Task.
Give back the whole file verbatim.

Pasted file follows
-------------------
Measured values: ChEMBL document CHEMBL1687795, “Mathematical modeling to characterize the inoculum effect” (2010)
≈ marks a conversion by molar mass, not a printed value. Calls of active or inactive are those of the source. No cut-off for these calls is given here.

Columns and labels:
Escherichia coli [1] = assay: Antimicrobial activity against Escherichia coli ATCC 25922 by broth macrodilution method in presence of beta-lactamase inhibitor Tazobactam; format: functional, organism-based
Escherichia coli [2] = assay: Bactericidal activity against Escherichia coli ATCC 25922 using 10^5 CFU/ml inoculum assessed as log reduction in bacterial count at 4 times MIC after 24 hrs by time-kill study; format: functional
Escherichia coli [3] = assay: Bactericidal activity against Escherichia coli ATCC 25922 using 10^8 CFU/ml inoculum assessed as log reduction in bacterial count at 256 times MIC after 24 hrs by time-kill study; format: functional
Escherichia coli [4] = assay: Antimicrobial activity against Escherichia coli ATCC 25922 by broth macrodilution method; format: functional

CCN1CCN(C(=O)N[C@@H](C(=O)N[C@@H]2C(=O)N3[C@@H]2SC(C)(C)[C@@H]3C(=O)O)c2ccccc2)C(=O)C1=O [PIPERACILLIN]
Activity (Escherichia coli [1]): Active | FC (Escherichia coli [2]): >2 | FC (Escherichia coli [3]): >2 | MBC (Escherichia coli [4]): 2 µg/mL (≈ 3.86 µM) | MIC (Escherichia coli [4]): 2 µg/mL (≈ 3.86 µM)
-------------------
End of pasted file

Measured values: ChEMBL document CHEMBL1687795, “Mathematical modeling to characterize the inoculum effect” (2010)
≈ marks a conversion by molar mass, not a printed value. Calls of active or inactive are those of the source. No cut-off for these calls is given here.

Columns and labels:
Escherichia coli [1] = assay: Antimicrobial activity against Escherichia coli ATCC 25922 by broth macrodilution method in presence of beta-lactamase inhibitor Tazobactam; format: functional, organism-based
Escherichia coli [2] = assay: Bactericidal activity against Escherichia coli ATCC 25922 using 10^5 CFU/ml inoculum assessed as log reduction in bacterial count at 4 times MIC after 24 hrs by time-kill study; format: functional
Escherichia coli [3] = assay: Bactericidal activity against Escherichia coli ATCC 25922 using 10^8 CFU/ml inoculum assessed as log reduction in bacterial count at 256 times MIC after 24 hrs by time-kill study; format: functional
Escherichia coli [4] = assay: Antimicrobial activity against Escherichia coli ATCC 25922 by broth macrodilution method; format: functional

CCN1CCN(C(=O)N[C@@H](C(=O)N[C@@H]2C(=O)N3[C@@H]2SC(C)(C)[C@@H]3C(=O)O)c2ccccc2)C(=O)C1=O [PIPERACILLIN]
Activity (Escherichia coli [1]): Active | FC (Escherichia coli [2]): >2 | FC (Escherichia coli [3]): >2 | MBC (Escherichia coli [4]): 2 µg/mL (≈ 3.86 µM) | MIC (Escherichia coli [4]): 2 µg/mL (≈ 3.86 µM)